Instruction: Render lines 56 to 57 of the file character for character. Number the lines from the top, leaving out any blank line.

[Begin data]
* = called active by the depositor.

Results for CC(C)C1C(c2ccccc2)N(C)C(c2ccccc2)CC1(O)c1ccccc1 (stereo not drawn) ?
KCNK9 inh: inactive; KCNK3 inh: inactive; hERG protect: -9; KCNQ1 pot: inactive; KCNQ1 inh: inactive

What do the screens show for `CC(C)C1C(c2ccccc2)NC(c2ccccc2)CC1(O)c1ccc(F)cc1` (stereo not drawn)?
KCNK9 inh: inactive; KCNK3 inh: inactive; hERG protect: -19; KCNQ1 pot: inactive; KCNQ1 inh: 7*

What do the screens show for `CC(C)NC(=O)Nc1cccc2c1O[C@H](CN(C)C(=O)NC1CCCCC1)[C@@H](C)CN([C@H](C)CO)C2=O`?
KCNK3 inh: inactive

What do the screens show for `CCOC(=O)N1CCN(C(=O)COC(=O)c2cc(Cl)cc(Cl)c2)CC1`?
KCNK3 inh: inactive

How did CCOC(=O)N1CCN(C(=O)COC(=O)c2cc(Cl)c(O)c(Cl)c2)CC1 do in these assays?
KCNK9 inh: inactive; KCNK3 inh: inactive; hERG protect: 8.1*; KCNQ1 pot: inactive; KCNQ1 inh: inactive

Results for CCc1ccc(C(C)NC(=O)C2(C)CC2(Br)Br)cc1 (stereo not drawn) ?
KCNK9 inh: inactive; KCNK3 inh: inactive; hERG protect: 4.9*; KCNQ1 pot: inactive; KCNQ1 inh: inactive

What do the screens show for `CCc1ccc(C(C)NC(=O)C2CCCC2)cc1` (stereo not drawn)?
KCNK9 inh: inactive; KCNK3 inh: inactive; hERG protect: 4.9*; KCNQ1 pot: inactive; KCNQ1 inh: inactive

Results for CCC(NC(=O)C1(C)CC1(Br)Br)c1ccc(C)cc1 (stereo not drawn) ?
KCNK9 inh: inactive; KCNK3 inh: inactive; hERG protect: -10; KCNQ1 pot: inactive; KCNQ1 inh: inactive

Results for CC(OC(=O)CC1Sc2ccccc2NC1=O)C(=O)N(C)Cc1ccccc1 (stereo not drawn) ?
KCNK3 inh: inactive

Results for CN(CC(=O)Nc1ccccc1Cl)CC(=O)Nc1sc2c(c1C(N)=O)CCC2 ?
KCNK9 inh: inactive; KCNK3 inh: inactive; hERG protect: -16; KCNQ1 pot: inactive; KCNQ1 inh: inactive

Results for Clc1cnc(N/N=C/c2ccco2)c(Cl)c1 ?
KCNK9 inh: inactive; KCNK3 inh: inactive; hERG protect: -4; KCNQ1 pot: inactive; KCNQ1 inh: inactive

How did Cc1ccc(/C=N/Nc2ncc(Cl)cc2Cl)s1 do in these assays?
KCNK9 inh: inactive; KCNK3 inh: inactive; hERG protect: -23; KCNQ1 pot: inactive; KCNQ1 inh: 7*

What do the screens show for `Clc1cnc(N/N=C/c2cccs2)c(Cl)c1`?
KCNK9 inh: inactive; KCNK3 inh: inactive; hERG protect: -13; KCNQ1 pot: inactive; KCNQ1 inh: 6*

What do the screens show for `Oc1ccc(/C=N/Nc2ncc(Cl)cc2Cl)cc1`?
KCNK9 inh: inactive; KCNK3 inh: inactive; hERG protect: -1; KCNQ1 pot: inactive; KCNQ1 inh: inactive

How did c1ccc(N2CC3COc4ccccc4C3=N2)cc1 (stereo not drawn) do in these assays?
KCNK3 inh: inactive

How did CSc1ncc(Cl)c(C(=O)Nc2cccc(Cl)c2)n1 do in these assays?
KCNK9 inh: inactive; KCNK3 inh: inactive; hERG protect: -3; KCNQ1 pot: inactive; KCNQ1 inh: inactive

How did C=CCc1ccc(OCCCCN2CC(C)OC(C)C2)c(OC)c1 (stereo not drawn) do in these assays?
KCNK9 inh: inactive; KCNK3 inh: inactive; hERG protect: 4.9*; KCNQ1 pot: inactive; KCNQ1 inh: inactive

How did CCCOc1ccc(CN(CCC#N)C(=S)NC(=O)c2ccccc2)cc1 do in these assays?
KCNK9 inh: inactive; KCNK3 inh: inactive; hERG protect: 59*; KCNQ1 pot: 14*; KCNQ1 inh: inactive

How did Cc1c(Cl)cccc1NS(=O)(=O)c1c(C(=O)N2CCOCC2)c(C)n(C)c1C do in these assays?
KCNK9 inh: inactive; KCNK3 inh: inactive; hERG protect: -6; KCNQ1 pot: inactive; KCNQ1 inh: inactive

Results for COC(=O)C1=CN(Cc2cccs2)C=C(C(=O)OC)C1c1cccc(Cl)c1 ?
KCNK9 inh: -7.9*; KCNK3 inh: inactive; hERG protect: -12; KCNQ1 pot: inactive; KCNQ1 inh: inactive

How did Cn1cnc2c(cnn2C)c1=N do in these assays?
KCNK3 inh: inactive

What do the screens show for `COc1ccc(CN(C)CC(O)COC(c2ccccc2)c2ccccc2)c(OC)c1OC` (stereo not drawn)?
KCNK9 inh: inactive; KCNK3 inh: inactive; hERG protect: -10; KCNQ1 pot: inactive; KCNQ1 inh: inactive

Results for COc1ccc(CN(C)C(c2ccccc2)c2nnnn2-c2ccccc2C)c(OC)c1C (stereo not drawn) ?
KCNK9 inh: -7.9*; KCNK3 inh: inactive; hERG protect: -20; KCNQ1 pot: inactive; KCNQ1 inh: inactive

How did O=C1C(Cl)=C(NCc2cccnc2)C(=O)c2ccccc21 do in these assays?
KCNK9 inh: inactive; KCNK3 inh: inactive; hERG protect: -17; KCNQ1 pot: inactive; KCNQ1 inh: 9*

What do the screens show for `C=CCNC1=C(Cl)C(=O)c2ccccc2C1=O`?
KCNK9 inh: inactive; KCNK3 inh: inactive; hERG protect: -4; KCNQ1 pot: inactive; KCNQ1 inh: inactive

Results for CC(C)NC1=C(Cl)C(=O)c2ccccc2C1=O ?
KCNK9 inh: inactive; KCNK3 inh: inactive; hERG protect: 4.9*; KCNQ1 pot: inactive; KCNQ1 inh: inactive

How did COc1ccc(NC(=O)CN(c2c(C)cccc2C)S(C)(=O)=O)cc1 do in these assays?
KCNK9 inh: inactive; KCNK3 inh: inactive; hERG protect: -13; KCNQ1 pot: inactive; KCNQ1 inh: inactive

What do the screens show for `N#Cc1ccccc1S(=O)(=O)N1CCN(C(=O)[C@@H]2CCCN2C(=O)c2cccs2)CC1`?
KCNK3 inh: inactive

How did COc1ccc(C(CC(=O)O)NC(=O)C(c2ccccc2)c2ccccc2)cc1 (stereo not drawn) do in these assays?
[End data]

What do the screens show for `N#Cc1ccccc1S(=O)(=O)N1CCN(C(=O)[C@@H]2CCCN2C(=O)c2cccs2)CC1`?
KCNK3 inh: inactive